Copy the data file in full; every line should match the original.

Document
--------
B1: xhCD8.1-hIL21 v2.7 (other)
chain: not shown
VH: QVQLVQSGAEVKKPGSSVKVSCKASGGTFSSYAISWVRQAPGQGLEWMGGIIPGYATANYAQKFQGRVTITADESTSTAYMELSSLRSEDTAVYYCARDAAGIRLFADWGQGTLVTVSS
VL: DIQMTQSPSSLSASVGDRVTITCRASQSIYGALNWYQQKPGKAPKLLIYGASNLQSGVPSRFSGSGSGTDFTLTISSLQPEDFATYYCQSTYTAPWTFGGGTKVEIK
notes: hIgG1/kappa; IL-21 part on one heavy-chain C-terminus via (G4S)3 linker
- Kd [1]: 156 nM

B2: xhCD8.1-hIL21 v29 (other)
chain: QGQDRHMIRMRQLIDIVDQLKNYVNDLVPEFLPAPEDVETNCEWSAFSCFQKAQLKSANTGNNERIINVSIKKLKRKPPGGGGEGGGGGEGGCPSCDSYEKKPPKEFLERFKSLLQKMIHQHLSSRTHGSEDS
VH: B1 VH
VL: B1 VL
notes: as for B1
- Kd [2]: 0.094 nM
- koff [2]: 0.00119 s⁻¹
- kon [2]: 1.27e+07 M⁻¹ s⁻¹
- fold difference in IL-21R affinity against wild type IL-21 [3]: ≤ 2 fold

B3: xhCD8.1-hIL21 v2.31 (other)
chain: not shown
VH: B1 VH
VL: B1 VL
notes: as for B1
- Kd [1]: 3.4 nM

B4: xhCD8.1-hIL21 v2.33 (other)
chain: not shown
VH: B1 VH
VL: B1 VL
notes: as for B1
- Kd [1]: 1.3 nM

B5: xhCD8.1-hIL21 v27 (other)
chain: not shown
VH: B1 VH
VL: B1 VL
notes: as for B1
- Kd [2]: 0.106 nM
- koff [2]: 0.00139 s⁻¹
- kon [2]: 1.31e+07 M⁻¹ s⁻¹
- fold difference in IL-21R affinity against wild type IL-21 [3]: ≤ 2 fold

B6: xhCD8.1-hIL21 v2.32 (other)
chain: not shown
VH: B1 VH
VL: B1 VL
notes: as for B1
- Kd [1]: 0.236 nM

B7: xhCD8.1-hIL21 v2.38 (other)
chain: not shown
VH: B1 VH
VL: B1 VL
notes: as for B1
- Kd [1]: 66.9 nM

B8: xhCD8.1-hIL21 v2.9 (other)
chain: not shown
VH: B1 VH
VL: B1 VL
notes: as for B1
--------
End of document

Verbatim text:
B1: xhCD8.1-hIL21 v2.7 (other)
chain: not shown
VH: QVQLVQSGAEVKKPGSSVKVSCKASGGTFSSYAISWVRQAPGQGLEWMGGIIPGYATANYAQKFQGRVTITADESTSTAYMELSSLRSEDTAVYYCARDAAGIRLFADWGQGTLVTVSS
VL: DIQMTQSPSSLSASVGDRVTITCRASQSIYGALNWYQQKPGKAPKLLIYGASNLQSGVPSRFSGSGSGTDFTLTISSLQPEDFATYYCQSTYTAPWTFGGGTKVEIK
notes: hIgG1/kappa; IL-21 part on one heavy-chain C-terminus via (G4S)3 linker
- Kd [1]: 156 nM

B2: xhCD8.1-hIL21 v29 (other)
chain: QGQDRHMIRMRQLIDIVDQLKNYVNDLVPEFLPAPEDVETNCEWSAFSCFQKAQLKSANTGNNERIINVSIKKLKRKPPGGGGEGGGGGEGGCPSCDSYEKKPPKEFLERFKSLLQKMIHQHLSSRTHGSEDS
VH: B1 VH
VL: B1 VL
notes: as for B1
- Kd [2]: 0.094 nM
- koff [2]: 0.00119 s⁻¹
- kon [2]: 1.27e+07 M⁻¹ s⁻¹
- fold difference in IL-21R affinity against wild type IL-21 [3]: ≤ 2 fold

B3: xhCD8.1-hIL21 v2.31 (other)
chain: not shown
VH: B1 VH
VL: B1 VL
notes: as for B1
- Kd [1]: 3.4 nM

B4: xhCD8.1-hIL21 v2.33 (other)
chain: not shown
VH: B1 VH
VL: B1 VL
notes: as for B1
- Kd [1]: 1.3 nM

B5: xhCD8.1-hIL21 v27 (other)
chain: not shown
VH: B1 VH
VL: B1 VL
notes: as for B1
- Kd [2]: 0.106 nM
- koff [2]: 0.00139 s⁻¹
- kon [2]: 1.31e+07 M⁻¹ s⁻¹
- fold difference in IL-21R affinity against wild type IL-21 [3]: ≤ 2 fold

B6: xhCD8.1-hIL21 v2.32 (other)
chain: not shown
VH: B1 VH
VL: B1 VL
notes: as for B1
- Kd [1]: 0.236 nM

B7: xhCD8.1-hIL21 v2.38 (other)
chain: not shown
VH: B1 VH
VL: B1 VL
notes: as for B1
- Kd [1]: 66.9 nM

B8: xhCD8.1-hIL21 v2.9 (other)
chain: not shown
VH: B1 VH
VL: B1 VL
notes: as for B1